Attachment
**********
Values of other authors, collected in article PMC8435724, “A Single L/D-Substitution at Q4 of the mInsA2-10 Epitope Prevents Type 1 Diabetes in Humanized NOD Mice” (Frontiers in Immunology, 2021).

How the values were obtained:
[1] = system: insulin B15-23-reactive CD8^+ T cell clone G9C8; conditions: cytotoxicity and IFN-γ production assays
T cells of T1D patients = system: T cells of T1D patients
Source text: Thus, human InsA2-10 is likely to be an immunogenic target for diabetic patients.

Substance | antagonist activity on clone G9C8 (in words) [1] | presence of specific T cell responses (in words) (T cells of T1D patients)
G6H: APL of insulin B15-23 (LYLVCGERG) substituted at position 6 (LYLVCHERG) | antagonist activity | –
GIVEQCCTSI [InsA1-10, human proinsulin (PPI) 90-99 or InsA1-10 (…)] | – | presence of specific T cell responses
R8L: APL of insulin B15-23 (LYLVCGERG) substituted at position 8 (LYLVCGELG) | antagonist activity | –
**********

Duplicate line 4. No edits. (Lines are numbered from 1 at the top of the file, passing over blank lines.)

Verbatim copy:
T cells of T1D patients = system: T cells of T1D patients